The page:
Postcolonial Afghanistan: From the Great Game to the War on Terror
Module code: EN3161
Module co-ordinator: Dr Corinne Fowler
Often besieged by its powerful political neighbours, Afghanistan has inspired a steady stream of English-language accounts by anthropologists, travel writers, military personnel and journalists. An identifiably British tradition of travel writing emerged around the time of the First Anglo-Afghan war (1839-42), which ended in a disastrous retreat when 16,000 of British India's troops perished alongside their wives and children.
In this module you will look at Afghanistan in its colonial and (post)colonial contexts, from the 'Great Game' era to the War on Terror, exploring the legacy of Victorian paranoias and prejudices in 20th and 21st century travel writing, ethnography and journalism. We will also consider the significance of genre to (post)colonial travel writing and ethnography about Afghanistan.
Referring to key theoretical debates about the ethics of travel, we will focus on three issues: travel writing's lowly status; the 'crisis in ethnography'; and the counter-influence of classical ethnography on travel writing by war correspondents.
Concentrating to specific travel narratives, we will assess the extent to which there has been an 'ethical turn' in recent writing about Afghanistan. Can recent accounts be considered as 'postcolonial'? We will also examine some experimental travel writing about Afghanistan and discuss whether it may be considered as an antidote to embedded journalism.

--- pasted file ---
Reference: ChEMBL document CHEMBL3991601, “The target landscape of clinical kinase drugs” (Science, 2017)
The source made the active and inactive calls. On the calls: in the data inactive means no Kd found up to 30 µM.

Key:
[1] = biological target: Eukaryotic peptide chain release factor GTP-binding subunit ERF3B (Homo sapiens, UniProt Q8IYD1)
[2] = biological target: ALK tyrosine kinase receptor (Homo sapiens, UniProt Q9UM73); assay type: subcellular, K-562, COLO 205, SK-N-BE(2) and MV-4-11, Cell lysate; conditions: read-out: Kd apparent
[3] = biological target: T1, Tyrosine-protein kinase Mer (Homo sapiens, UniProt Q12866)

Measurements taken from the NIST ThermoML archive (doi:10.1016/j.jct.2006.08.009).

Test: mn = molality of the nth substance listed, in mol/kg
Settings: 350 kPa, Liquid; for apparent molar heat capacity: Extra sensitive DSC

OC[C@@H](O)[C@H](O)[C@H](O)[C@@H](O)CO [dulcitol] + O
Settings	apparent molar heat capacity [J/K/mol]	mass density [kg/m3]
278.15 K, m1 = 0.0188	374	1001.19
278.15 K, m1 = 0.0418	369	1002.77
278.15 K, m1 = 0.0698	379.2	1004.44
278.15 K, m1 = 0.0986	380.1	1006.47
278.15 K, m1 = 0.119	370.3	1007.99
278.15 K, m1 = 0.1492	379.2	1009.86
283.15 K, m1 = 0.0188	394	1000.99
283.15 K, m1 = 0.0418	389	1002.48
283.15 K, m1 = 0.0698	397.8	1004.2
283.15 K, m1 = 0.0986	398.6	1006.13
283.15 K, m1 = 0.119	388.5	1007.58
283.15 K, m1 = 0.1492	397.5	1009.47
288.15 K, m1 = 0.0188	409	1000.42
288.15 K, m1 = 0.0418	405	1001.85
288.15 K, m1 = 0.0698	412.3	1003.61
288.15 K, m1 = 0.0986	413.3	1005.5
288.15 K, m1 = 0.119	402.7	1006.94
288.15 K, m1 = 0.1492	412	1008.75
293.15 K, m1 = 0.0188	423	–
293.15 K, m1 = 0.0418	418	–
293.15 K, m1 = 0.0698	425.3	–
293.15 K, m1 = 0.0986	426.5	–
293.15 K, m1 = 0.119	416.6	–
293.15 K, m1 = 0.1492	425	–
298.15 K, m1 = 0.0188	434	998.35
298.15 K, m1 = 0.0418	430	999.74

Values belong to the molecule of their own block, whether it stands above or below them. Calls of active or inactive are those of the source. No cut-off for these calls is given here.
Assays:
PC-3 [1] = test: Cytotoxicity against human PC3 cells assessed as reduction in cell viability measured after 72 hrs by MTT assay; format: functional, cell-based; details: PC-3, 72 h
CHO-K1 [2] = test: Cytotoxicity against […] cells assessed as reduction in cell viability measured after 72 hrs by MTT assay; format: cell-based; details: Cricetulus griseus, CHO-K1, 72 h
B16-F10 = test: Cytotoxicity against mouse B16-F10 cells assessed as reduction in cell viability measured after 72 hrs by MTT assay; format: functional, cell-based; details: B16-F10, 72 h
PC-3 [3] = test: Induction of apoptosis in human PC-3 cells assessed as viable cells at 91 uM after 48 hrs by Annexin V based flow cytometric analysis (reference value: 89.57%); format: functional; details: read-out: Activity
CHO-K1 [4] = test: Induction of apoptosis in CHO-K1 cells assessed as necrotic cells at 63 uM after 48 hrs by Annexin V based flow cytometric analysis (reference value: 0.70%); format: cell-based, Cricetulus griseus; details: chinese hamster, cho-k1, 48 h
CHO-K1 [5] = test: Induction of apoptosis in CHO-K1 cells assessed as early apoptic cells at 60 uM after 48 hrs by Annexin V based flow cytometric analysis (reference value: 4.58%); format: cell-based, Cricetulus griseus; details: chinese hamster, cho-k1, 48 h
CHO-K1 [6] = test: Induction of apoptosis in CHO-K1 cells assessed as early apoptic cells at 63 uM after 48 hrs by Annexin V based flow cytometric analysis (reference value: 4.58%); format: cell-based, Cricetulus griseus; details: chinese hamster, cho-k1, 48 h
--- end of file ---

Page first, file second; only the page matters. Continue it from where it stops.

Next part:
There will be two screenings: Mohsen Makhmalbaf's Iranian/French film Kandahar (2001) and Channel 4 documentary The House of War (2004). There will be a workshop in fictocritical travel writing to prepare you for the second assignment (see below).
- Colonial contexts, 1832-1900: this was the period Kipling called 'the Great Game', during which Afghanistan was under intense pressure to protect the colonial interests of either Russia or Britain
- Edward Said's thesis on Orientalism (1978) and its relevance to Robert Byron's 1937 travel account, The Road to Oxiana
- Travel writing as a genre
- Changing masculinities at the decline of empire, exemplified by Eric Newby's A Short Walk in the Hindu Kush (1955) - an account of a bungled mountaineering expedition
- The colonial legacy to contemporary travel writing about Afghanistan.
- Anthropology and Afghanistan: the crisis in anthropological representation and its impact on ethnography about the country
- Travel writing by journalists; the relationship between journalism and ethnography - focussing on Christopher Kremmer's The Carpet Wars (2002)
- Ethics of travel: has there been an 'ethical turn' in travel writing about Afghanistan?
- Essay, 2,000-2,500 words
- Piece of creative non-fiction or ficto-critical travel writing plus a reflective commentary, 2,000 words
Assessment for this module will be either Creative writing 70%, Essay 30% or Creative Writing 30%, Essay 70%, whichever yields the higher mark.